Parramatta on list of eight danger property market suburbs: Terry Ryder

Parramatta on list of eight danger property market suburbs: Terry Ryder
Parramatta on list of eight danger property market suburbs: Terry Ryder

Many of the Sydney residential markets are showing resilience – refusing to lie down – but the overwhelming weight of evidence is that the big price boom has run its course.

You will note my reluctance to speak about “the Sydney property market” as a single entity. The tendency by media (and many of the attention-seekers, like economists and publicity-obsessed research companies, who feed journalists misinformation) to distil market dynamics for a major city to a single growth figure is really unhelpful and often misleading. 

The Sydney metro area, with over 700 suburbs, has many different markets. They’re not all moving as one. To describe Sydney house price movements as a single figure might satisfy a simplistic media but it tells no one anything useful. 

My latest analysis of sales data reveals there are still a small number of Sydney suburbs with growth markets, a much larger number which I classify as “plateau” markets (have levelled off a little below the peak), a few that show notable consistency of sales over time, and a small but growing number that I categorise as “danger” markets.

That amounts to lots of different scenarios within the boundaries of the Greater Sydney Area. 

If there is any commonality to be found, it’s that the volume of sales overall has dropped in 2016 and that most research sources are publishing data which confirms that the overall rate of price growth has dissipated considerably.

The other common feature is that many Sydney areas are hanging tough. Some of the key factors that drove the boom – the strength of the Sydney/NSW economy and the high level of spending on infrastructure – are still in place.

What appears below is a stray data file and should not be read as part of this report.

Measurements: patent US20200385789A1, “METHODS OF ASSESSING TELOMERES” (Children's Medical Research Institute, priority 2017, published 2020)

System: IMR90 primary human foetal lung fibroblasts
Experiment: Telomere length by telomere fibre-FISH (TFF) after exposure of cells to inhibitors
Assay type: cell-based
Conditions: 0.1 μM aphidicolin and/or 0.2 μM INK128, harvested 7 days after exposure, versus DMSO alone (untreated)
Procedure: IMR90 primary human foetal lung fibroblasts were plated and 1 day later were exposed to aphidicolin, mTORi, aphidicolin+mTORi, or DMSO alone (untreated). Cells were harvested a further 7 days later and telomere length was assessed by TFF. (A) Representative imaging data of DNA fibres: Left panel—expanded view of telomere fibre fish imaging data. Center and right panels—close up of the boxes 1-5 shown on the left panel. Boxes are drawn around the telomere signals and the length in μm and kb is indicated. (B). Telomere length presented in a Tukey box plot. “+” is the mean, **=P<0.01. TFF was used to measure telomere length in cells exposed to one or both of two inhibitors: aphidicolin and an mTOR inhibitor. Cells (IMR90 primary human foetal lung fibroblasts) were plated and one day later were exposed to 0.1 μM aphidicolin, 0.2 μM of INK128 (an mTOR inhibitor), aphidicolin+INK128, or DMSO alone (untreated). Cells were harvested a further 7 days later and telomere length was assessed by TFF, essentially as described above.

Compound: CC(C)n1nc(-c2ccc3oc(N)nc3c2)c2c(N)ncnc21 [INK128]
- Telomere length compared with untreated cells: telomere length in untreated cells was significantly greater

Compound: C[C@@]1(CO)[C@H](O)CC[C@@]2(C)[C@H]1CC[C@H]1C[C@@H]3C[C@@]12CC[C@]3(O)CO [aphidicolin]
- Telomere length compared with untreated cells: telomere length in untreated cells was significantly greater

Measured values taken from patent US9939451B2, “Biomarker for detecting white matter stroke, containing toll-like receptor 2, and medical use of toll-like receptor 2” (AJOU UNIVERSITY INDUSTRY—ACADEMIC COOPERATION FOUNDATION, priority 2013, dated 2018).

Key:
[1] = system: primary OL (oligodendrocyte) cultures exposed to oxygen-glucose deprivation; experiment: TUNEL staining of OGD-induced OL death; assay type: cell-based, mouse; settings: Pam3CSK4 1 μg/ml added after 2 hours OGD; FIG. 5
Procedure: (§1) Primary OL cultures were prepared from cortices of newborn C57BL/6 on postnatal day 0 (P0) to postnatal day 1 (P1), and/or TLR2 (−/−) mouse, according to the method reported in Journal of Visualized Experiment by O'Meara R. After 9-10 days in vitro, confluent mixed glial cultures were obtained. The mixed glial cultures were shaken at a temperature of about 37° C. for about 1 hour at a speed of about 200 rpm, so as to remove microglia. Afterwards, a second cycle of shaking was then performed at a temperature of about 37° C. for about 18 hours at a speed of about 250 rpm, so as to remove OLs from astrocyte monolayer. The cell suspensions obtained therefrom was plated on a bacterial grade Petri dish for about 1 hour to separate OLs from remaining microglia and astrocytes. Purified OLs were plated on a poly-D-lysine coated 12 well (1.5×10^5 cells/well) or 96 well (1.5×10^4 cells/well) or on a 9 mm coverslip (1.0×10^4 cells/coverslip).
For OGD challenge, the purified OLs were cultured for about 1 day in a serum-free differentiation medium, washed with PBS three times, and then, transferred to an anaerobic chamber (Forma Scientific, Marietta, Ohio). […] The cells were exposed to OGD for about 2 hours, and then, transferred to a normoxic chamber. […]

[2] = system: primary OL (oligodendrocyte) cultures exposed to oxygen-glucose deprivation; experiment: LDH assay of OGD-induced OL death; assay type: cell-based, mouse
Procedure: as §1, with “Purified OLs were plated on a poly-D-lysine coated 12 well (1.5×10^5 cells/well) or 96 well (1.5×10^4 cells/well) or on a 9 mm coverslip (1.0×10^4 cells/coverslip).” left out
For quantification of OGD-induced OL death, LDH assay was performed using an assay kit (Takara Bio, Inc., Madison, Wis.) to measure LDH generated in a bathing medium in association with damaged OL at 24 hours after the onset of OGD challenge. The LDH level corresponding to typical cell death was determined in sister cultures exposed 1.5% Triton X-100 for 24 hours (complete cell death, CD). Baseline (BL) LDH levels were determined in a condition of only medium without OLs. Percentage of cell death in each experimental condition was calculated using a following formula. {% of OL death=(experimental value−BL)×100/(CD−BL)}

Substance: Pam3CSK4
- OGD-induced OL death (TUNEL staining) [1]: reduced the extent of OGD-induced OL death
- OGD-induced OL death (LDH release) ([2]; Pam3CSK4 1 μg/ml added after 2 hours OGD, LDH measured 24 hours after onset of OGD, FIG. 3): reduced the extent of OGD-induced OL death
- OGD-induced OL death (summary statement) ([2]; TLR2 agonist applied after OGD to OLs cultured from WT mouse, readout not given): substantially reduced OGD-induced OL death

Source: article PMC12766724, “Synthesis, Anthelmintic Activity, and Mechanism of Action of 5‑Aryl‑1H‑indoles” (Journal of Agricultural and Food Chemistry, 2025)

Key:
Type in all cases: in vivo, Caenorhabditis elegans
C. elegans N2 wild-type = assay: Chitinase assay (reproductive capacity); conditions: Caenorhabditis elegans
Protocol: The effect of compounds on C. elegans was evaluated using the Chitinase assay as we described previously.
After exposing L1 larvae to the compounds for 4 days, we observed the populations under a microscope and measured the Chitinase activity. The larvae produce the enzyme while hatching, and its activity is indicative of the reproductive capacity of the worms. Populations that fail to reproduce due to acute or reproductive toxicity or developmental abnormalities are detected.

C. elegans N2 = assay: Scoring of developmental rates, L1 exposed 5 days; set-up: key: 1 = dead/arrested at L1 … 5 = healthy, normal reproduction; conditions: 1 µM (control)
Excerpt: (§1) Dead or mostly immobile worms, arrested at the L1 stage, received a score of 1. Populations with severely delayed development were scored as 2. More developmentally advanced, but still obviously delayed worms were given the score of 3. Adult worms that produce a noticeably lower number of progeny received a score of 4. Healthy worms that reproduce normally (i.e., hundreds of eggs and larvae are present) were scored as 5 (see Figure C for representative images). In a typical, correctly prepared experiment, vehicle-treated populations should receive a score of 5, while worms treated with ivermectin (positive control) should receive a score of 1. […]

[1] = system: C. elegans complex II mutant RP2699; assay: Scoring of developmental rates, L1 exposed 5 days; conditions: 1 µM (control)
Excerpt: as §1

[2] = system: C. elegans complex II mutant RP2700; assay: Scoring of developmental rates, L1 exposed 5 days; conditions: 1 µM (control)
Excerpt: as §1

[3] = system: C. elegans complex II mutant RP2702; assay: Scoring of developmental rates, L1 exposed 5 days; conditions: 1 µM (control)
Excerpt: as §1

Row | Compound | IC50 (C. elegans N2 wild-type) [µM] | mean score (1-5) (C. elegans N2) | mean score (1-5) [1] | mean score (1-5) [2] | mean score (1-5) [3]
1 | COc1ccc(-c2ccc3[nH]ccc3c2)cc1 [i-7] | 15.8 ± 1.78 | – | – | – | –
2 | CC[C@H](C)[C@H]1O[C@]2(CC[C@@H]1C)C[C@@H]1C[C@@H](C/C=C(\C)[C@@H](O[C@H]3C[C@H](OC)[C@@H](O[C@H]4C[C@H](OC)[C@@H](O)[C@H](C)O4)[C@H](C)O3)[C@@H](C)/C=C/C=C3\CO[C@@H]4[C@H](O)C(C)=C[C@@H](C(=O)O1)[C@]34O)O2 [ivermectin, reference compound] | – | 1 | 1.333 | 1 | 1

But some of the other influences – the absence of major growth in the decade pre-2013 and the relative affordability it created – has passed into history. There’s no way that strong level of price growth could continue beyond three years, because price becomes an issue for more and more people.

But a lot of Sydney markets are showing resilience – still making good sales and maintaining strong prices, just without the double-digit annual growth of the recent past. This is one of the reasons I’m not expecting any significant decline in Sydney markets in the near future.

But there are exceptions. There are now eight suburbs which I classify as danger markets. They’re all locations dominated by apartments and they’re places where sales rates have dropped markedly at a time when developers are still bringing lots of new supply to the market.

In some of those standout locations, like Parramatta, the rate of sale is a third of the levels of three years ago. Practitioners who claim Sydney can build unlimited numbers of new apartments because the city has a dwelling shortage are deluding themselves and others. There are specific markets in Sydney heading for major oversupply, regardless of the overall supply-demand situation for the metro area as a whole.

The areas showing the most solidity in the face of the overall decline in the market heat are headed by the City of Penrith. There’s still plenty of life in markets out in the far west – and this is typical of the Sydney places investors should consider to achieve growth in coming years.

Sydney’s property boom was caused by a number of core factors, including the overall strength of the NSW economy and the lengthy period without strong growth pre-2013.

But the biggest single factor for me is the high level of spending on infrastructure. Tens of billions of dollars are being invested and that’s generated economic activity and jobs, while improving the amenity and/or accessibility of locations. Transport and medical-educational facilities are the big ticket items.

So the way forward for investors in Sydney is to follow the infrastructure trail – and, in general terms, that means looking west where the second airport is being built, as well as new motorways and rail links.

Municipalities like Penrith, as well as Blacktown and Liverpool, are the most likely beneficiaries.

Buying property that lies in the path of progress has always been a core method of making money in real estate – and that’s one of the keys for investors contemplating the inevitable wind-down in markets in Sydney.

Terry Ryder is the founder of hotspotting.com.au. You can email him or follow him on Twitter.

Terry Ryder

Terry Ryder

Terry Ryder is the founder of hotspotting.com.au.

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Parramatta Property Hotspot

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